But Peres’ appearance was not without controversy. A group of about 25 MECC protesters — led by Stanley Heller ’69 — picketed the entrance to Woolsey Hall for an hour before Peres’ speech. The protesters, most of whom were community members and not Yale students or faculty, passed out leaflets, chanted and waved signs in a strip of sidewalk blocked off by police on the corner of College and Grove Streets.

They criticized Peres for his role in what they called a massacre in Qana, Lebanon, in 1996 and Israel’s attacks on Lebanon this summer. While most people on their way to Peres’ speech ignored the demonstration, one man began arguing vigorously with two picketers and had to be ushered away by police.

Another man, West Haven resident Eric Mazor, an Israeli citizen, said he thought the protesters wrongly blamed Israel for violence spurred by Hamas and Hezbollah.

Heller said he was disappointed no Yale students or organizations showed up to oppose Peres’ speech.

“Yale is in the doldrums,” Heller said. “When I went here … there was a lot more activity. Kids are not out on the streets [protesting]. It’s not too visible.”

The vice chairman of the MECC, Mazin Qumsiyeh, is a former genetics professor in the Yale School of Medicine. He claims on his Web site that the University did not renew his contract three years ago because of his activism.

Haskins Laboratories research scientist Khalil Iskarous, who came to picket the event, said the importance of the protesters’ message outweighs any negative impact his outspokenness might have on his own career.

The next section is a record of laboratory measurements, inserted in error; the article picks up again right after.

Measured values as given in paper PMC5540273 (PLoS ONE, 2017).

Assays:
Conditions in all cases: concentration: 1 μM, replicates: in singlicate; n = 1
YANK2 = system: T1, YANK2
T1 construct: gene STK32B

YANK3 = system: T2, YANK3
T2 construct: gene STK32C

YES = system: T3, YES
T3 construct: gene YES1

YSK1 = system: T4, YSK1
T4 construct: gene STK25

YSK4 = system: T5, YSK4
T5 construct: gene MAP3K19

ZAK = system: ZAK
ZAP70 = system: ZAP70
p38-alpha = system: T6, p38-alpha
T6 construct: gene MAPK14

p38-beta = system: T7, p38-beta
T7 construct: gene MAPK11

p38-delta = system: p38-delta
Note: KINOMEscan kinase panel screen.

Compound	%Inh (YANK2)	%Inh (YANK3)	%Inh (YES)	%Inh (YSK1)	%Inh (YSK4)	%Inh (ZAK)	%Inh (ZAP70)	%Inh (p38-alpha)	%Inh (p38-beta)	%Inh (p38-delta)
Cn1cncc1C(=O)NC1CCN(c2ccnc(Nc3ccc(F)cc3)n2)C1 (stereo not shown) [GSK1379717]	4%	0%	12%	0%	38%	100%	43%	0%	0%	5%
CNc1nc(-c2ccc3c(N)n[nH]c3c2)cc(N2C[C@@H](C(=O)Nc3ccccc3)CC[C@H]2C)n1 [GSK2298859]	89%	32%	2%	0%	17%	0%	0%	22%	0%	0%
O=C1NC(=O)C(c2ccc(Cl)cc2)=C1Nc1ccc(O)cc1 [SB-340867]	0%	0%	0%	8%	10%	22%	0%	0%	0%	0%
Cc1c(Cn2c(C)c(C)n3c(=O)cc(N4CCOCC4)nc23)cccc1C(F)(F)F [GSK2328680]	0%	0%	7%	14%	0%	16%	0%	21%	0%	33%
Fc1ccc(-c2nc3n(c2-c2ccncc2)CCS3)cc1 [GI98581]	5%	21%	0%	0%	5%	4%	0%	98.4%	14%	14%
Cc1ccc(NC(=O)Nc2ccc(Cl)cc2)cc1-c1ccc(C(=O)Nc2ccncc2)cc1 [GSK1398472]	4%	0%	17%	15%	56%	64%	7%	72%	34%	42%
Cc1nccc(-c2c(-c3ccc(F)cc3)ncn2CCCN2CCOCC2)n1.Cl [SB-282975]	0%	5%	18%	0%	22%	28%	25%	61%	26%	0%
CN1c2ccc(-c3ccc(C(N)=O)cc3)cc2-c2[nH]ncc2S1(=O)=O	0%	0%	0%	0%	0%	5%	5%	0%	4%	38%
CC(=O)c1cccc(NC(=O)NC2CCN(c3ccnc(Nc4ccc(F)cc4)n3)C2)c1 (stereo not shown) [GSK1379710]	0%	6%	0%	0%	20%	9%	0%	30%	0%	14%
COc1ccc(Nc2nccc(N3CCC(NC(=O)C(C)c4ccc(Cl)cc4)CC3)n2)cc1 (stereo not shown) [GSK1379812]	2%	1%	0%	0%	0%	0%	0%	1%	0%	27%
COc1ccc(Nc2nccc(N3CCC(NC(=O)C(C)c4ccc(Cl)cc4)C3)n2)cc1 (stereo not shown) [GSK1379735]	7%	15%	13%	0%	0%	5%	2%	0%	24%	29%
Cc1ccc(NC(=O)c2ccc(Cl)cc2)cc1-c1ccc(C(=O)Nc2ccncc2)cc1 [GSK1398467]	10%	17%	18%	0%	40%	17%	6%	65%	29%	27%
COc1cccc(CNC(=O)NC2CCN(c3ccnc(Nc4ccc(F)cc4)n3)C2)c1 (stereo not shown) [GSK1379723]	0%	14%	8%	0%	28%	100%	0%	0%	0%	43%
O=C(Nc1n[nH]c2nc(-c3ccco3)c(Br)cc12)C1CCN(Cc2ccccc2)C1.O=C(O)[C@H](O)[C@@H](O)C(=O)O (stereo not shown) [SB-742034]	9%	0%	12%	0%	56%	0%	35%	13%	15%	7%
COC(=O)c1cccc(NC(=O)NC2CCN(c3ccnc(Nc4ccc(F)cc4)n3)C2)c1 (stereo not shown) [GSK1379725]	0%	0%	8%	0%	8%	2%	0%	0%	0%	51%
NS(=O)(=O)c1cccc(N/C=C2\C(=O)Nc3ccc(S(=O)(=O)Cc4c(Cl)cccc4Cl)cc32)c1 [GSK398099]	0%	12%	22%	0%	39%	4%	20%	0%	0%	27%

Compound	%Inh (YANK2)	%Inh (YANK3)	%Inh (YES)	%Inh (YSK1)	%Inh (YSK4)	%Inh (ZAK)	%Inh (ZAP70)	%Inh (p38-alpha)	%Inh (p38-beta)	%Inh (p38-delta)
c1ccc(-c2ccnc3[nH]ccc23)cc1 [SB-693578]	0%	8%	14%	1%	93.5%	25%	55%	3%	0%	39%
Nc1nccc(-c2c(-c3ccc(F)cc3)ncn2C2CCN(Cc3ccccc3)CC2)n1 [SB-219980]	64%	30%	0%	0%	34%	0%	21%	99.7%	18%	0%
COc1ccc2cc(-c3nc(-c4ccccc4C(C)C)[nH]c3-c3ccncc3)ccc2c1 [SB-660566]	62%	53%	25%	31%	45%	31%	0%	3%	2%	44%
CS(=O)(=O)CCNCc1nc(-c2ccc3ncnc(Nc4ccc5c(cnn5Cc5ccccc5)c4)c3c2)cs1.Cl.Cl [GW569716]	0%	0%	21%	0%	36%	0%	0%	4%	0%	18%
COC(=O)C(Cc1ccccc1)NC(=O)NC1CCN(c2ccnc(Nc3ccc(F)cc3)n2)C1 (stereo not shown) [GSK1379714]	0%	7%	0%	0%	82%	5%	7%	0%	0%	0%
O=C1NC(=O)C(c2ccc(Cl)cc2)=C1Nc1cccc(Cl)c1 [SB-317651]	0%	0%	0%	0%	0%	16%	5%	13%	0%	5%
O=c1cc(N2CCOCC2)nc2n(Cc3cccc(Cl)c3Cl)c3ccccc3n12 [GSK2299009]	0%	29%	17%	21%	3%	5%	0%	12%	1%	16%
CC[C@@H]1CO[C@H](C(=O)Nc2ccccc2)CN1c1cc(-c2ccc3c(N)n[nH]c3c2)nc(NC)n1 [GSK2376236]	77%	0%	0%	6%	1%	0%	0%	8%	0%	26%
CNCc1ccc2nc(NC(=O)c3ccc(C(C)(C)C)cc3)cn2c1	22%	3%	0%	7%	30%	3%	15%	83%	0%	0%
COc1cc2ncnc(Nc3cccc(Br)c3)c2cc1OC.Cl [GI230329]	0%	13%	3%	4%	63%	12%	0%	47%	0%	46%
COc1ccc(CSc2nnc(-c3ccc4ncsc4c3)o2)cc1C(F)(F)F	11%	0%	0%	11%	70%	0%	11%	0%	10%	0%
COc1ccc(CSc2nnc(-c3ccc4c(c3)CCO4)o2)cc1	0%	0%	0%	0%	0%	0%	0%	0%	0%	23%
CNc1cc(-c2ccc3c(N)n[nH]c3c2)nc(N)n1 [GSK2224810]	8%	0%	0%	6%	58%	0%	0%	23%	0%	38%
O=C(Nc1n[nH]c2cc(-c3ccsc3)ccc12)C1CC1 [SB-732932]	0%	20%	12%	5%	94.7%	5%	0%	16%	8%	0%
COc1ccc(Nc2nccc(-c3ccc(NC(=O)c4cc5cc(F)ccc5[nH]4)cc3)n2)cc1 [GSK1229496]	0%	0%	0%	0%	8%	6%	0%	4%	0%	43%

“If you think Saddam Hussein got tried and got the death penalty for the exact same thing [as Peres did], we should think about whether we’d like someone like that at Yale as an honored guest,” Iskarous said.

The speech and protest was surrounded by a large police presence, which Lindsay Haines ’10 said might have deterred some students from attending to the event. Attendees has to pass through metal detectors, and city, state and federal authorities ringed Woolsey Hall. The event drew enough people to fill the floor but not the balcony sections of Woolsey Hall, which has a total capacity of 2,695.

Many students said Peres’ speech brimmed with optimism, but some said his views reflected an unrealistic assessment of the current situation in the Middle East.

Brittany Golob ’10 said Peres’ emphasis on the opportunity for business people — as opposed to governments and the United Nations — to improve relations in the Middle East was refreshing. But Alexander Dominitz ’09 said capitalism and its benefits will not dissuade those who oppose Israel ideologically.

“I think overall he’s an idealist,” Dominitz said. “His plan for integrating Israel into this nebulous global network will cause Israel to lose much of its strength, the strength of its own unity. You cannot have spirit and patriotism with corporations.”

Dominitz is a staff columnist for the News.

Brandon Berger ’10 said Peres was especially deft in fielding complicated questions, especially one about the 1996 fighting in Qana.

“He didn’t give just skin-deep answers,” Berger said. “He did a very good job of explaining his position not just on that massacre, but also on war in general.”

Peres delivered a similar speech on Tuesday at Cornell University, and his three-day United States tour is scheduled to conclude with a visit to the United Nations today.